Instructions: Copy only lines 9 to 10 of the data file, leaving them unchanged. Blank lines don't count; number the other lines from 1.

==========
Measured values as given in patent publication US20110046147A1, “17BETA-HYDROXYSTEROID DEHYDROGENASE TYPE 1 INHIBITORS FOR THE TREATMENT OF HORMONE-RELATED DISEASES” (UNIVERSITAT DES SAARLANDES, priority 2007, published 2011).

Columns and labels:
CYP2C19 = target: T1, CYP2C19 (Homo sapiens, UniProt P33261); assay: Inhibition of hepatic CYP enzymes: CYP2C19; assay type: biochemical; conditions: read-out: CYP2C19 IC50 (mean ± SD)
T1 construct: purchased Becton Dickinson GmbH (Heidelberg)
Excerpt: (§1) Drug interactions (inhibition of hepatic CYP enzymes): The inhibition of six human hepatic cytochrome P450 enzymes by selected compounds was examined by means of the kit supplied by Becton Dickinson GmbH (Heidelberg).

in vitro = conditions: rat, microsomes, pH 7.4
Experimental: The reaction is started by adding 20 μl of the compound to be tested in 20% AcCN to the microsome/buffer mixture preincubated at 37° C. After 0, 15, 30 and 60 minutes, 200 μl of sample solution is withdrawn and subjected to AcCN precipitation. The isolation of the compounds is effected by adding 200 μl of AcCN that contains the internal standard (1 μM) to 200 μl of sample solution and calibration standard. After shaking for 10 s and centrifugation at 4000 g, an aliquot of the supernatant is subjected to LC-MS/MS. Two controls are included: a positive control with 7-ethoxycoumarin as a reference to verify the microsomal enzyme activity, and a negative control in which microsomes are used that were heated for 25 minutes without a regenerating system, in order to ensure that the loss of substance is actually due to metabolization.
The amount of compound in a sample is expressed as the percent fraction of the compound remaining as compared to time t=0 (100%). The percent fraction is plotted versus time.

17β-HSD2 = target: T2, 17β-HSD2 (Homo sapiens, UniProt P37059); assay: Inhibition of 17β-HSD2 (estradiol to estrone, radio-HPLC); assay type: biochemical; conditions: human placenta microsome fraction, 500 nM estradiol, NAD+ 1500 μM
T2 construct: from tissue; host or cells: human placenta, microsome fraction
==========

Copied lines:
17β-HSD2 = target: T2, 17β-HSD2 (Homo sapiens, UniProt P37059); assay: Inhibition of 17β-HSD2 (estradiol to estrone, radio-HPLC); assay type: biochemical; conditions: human placenta microsome fraction, 500 nM estradiol, NAD+ 1500 μM
T2 construct: from tissue; host or cells: human placenta, microsome fraction